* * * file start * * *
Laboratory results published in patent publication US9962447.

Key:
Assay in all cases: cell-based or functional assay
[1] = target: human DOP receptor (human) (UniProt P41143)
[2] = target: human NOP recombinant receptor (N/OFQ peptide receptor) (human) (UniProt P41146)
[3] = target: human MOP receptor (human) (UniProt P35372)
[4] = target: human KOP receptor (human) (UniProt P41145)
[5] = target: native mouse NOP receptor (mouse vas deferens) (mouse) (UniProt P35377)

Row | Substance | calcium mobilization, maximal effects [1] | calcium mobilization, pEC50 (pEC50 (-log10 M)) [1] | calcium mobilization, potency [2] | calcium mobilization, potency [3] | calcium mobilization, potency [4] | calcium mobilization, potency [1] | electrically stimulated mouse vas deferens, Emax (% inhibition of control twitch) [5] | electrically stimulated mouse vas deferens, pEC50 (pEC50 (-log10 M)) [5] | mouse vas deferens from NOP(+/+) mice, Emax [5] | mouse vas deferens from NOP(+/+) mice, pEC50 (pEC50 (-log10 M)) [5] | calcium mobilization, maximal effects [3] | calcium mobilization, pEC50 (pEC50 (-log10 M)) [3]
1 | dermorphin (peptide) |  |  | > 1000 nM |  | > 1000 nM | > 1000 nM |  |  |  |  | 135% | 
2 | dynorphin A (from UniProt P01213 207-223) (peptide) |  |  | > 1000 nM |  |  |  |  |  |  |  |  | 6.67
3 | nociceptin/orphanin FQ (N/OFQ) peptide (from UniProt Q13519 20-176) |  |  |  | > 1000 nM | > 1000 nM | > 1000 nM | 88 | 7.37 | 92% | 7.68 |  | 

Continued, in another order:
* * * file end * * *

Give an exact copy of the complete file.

Laboratory results published in patent publication US9962447.

Key:
Assay in all cases: cell-based or functional assay
[1] = target: human DOP receptor (human) (UniProt P41143)
[2] = target: human NOP recombinant receptor (N/OFQ peptide receptor) (human) (UniProt P41146)
[3] = target: human MOP receptor (human) (UniProt P35372)
[4] = target: human KOP receptor (human) (UniProt P41145)
[5] = target: native mouse NOP receptor (mouse vas deferens) (mouse) (UniProt P35377)

Row | Substance | calcium mobilization, maximal effects [1] | calcium mobilization, pEC50 (pEC50 (-log10 M)) [1] | calcium mobilization, potency [2] | calcium mobilization, potency [3] | calcium mobilization, potency [4] | calcium mobilization, potency [1] | electrically stimulated mouse vas deferens, Emax (% inhibition of control twitch) [5] | electrically stimulated mouse vas deferens, pEC50 (pEC50 (-log10 M)) [5] | mouse vas deferens from NOP(+/+) mice, Emax [5] | mouse vas deferens from NOP(+/+) mice, pEC50 (pEC50 (-log10 M)) [5] | calcium mobilization, maximal effects [3] | calcium mobilization, pEC50 (pEC50 (-log10 M)) [3]
1 | dermorphin (peptide) |  |  | > 1000 nM |  | > 1000 nM | > 1000 nM |  |  |  |  | 135% | 
2 | dynorphin A (from UniProt P01213 207-223) (peptide) |  |  | > 1000 nM |  |  |  |  |  |  |  |  | 6.67
3 | nociceptin/orphanin FQ (N/OFQ) peptide (from UniProt Q13519 20-176) |  |  |  | > 1000 nM | > 1000 nM | > 1000 nM | 88 | 7.37 | 92% | 7.68 |  | 

Continued, in another order: